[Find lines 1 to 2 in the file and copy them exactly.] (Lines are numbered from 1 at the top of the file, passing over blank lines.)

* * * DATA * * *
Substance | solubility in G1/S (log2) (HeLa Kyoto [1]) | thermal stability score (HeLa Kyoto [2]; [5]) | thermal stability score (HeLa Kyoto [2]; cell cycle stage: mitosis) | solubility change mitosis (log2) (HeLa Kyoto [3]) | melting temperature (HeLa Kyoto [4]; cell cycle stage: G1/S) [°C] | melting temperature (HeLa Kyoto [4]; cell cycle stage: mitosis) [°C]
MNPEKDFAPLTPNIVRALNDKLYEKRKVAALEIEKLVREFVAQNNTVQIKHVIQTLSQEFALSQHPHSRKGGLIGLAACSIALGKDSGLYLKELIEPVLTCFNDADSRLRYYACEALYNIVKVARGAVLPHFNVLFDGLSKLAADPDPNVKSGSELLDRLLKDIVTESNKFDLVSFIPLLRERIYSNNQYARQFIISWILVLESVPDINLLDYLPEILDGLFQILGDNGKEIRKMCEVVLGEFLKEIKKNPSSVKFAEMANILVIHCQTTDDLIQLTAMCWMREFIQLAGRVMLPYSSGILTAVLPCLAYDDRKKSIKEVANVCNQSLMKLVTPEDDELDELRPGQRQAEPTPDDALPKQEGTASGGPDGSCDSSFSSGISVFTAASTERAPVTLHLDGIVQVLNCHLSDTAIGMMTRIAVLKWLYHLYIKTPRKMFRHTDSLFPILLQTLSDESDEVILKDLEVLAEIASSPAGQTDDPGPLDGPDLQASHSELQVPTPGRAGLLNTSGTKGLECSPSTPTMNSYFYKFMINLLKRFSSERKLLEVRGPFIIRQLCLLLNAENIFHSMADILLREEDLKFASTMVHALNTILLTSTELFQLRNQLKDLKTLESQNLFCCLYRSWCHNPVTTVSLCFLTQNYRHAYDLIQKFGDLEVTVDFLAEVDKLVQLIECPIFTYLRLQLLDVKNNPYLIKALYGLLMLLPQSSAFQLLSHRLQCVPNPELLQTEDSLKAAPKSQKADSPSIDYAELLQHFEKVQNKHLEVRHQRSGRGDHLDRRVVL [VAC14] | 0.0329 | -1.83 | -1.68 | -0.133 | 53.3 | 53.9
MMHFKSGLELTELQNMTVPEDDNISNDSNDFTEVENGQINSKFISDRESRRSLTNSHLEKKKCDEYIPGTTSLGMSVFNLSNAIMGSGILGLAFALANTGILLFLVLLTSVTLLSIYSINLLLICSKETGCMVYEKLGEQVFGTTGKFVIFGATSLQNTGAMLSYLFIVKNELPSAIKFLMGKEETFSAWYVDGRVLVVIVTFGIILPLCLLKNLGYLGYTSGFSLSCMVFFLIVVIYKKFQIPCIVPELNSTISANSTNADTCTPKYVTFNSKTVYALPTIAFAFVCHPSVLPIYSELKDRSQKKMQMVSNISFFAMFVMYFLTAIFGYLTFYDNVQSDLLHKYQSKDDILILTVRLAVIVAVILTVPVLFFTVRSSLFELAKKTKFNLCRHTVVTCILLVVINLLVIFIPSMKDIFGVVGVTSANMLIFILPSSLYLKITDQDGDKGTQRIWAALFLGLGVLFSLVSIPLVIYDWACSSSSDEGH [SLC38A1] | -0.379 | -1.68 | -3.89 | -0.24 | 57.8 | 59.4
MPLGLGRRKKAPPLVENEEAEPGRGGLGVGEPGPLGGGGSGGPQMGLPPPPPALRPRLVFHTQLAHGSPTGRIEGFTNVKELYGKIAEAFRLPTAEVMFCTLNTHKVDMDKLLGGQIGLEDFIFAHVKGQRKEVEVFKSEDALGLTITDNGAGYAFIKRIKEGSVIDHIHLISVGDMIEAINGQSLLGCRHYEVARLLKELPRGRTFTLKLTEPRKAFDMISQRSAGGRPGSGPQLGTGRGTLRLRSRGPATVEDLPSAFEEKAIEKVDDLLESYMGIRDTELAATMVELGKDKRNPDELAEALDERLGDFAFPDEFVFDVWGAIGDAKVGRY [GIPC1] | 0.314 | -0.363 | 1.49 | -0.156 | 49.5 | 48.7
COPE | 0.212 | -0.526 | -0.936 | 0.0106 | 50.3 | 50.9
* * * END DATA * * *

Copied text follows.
Substance | solubility in G1/S (log2) (HeLa Kyoto [1]) | thermal stability score (HeLa Kyoto [2]; [5]) | thermal stability score (HeLa Kyoto [2]; cell cycle stage: mitosis) | solubility change mitosis (log2) (HeLa Kyoto [3]) | melting temperature (HeLa Kyoto [4]; cell cycle stage: G1/S) [°C] | melting temperature (HeLa Kyoto [4]; cell cycle stage: mitosis) [°C]
MNPEKDFAPLTPNIVRALNDKLYEKRKVAALEIEKLVREFVAQNNTVQIKHVIQTLSQEFALSQHPHSRKGGLIGLAACSIALGKDSGLYLKELIEPVLTCFNDADSRLRYYACEALYNIVKVARGAVLPHFNVLFDGLSKLAADPDPNVKSGSELLDRLLKDIVTESNKFDLVSFIPLLRERIYSNNQYARQFIISWILVLESVPDINLLDYLPEILDGLFQILGDNGKEIRKMCEVVLGEFLKEIKKNPSSVKFAEMANILVIHCQTTDDLIQLTAMCWMREFIQLAGRVMLPYSSGILTAVLPCLAYDDRKKSIKEVANVCNQSLMKLVTPEDDELDELRPGQRQAEPTPDDALPKQEGTASGGPDGSCDSSFSSGISVFTAASTERAPVTLHLDGIVQVLNCHLSDTAIGMMTRIAVLKWLYHLYIKTPRKMFRHTDSLFPILLQTLSDESDEVILKDLEVLAEIASSPAGQTDDPGPLDGPDLQASHSELQVPTPGRAGLLNTSGTKGLECSPSTPTMNSYFYKFMINLLKRFSSERKLLEVRGPFIIRQLCLLLNAENIFHSMADILLREEDLKFASTMVHALNTILLTSTELFQLRNQLKDLKTLESQNLFCCLYRSWCHNPVTTVSLCFLTQNYRHAYDLIQKFGDLEVTVDFLAEVDKLVQLIECPIFTYLRLQLLDVKNNPYLIKALYGLLMLLPQSSAFQLLSHRLQCVPNPELLQTEDSLKAAPKSQKADSPSIDYAELLQHFEKVQNKHLEVRHQRSGRGDHLDRRVVL [VAC14] | 0.0329 | -1.83 | -1.68 | -0.133 | 53.3 | 53.9